In North America, you’re going to see a bigger number of Latin people in the industry. Right now, it’s maybe 1 or 2 percent, tops. But we’re going to see more countries participating: They want to have their own voice. If you go to animation festivals now, you’re going to see Mexico, you’re going to see Chile, and many other Latin countries. People have so much to say. The movies that come out of these places are so rich in content; they have meaningful messages. It’s not about superheroes. It’s about life and resilience and the things people go through.

FAME animation

How can readers help support Latinx participation in the arts?

Ultimately, I think budget is a big issue. People have to be supported more. But also, you start with families. If you have a son or daughter who has a knack for the arts, recognize that it is a profession. They can do it to make a living if it’s what makes them happy. Arts can heal generations, for sure. Try to encourage people on their art path. Everyone is an artist; I think we forget this because we grow up and are told we have to make a living, and we put art aside. But you see people coming back to it because it makes them happy, healed, and whole.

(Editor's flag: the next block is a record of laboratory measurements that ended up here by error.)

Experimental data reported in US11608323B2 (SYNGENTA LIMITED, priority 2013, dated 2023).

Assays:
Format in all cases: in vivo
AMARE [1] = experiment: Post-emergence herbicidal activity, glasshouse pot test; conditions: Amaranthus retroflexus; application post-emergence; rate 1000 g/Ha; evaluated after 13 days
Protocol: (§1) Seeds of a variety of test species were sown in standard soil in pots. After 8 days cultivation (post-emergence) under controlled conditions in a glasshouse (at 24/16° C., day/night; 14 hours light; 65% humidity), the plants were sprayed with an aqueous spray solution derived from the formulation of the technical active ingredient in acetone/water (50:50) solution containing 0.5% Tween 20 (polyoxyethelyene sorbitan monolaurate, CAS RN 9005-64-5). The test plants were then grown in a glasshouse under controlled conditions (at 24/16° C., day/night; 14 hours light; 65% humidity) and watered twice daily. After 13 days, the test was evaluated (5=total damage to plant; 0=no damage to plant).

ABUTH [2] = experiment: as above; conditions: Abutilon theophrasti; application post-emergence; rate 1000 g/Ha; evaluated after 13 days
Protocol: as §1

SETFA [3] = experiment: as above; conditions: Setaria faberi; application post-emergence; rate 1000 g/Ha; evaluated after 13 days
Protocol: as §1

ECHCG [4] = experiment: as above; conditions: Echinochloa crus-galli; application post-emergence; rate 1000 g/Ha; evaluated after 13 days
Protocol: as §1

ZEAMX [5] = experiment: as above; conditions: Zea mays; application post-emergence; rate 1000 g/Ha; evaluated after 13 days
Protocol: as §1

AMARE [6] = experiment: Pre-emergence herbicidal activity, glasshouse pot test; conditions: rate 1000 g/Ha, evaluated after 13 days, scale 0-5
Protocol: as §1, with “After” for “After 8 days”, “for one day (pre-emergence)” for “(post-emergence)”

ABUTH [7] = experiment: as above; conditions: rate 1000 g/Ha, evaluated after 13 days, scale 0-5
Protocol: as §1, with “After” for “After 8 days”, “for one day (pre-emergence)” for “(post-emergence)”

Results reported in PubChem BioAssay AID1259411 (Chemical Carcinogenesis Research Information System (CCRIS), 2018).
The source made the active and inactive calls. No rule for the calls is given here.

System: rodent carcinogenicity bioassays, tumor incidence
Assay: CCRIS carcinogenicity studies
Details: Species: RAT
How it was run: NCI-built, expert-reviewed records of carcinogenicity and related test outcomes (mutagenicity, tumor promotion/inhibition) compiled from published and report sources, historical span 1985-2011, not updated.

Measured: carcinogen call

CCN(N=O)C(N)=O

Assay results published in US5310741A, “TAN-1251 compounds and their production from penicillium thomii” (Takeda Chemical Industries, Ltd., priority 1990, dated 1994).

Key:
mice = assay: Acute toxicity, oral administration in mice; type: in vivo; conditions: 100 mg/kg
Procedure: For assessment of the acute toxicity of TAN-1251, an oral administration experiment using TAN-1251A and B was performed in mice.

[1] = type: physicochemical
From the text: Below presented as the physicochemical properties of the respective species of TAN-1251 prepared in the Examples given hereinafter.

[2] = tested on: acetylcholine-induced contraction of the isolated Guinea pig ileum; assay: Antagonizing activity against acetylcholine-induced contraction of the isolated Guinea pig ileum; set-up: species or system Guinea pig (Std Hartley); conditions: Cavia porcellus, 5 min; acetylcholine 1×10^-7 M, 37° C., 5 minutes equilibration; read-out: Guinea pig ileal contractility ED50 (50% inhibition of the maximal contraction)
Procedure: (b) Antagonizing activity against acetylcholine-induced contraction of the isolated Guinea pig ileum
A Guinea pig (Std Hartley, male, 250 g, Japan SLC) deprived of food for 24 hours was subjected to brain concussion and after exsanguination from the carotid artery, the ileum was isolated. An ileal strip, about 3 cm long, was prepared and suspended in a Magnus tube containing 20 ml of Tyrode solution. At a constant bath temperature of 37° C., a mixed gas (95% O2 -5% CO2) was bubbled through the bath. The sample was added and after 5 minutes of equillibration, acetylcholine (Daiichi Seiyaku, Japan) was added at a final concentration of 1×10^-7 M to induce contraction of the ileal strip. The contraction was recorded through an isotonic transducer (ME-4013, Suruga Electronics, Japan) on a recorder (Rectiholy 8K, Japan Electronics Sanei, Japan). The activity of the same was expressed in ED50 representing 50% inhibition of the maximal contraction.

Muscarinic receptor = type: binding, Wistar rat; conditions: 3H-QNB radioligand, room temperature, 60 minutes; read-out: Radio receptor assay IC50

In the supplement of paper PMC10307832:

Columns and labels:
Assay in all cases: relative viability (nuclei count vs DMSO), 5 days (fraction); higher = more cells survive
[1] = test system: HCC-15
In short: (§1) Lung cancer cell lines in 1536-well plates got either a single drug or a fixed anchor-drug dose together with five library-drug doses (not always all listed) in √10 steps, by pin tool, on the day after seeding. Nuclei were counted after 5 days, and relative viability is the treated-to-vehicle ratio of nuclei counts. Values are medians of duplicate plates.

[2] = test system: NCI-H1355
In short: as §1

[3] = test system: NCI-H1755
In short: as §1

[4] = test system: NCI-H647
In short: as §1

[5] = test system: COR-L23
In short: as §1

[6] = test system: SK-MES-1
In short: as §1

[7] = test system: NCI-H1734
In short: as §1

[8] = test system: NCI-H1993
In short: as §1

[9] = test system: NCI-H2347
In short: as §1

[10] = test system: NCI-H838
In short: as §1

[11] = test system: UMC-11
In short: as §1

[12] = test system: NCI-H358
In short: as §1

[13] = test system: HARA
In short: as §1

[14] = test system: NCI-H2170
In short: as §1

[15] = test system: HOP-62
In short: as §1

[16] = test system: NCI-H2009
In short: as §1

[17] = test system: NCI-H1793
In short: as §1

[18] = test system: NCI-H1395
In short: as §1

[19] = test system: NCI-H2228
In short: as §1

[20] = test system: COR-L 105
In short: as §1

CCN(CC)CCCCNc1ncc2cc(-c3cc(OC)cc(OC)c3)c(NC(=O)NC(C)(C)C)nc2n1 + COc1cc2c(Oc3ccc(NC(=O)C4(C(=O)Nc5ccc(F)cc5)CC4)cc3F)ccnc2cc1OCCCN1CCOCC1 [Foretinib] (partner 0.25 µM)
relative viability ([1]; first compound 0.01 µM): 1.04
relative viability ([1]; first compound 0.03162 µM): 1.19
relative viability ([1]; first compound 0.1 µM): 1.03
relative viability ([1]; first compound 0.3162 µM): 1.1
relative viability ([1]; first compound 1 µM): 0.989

What’s the most exciting thing about the future of film and animation right now?

Seeing these new generations and how they’re going to take our industries to the next level. It’s so exciting to see all the young people coming in and using these new platforms. Back in the day, we had physical film, and then we moved to DVDs, and then came the internet and iPhones. Now there’s new platforms coming out like VR and AR. Combine that with the youngest generations who have all these wild ideas… they’re so creative. If we give them the tools they need and pass the torch of what we’ve learned, it’s going to be a game changer for us in the industry.

Twenty years ago, a studio would be very expensive, but now, if you have a phone, you basically have a studio. So it comes down to how creative you can be. It’s up to you and your imagination, and that’s it. Do you have something to say to the world? Go and say it.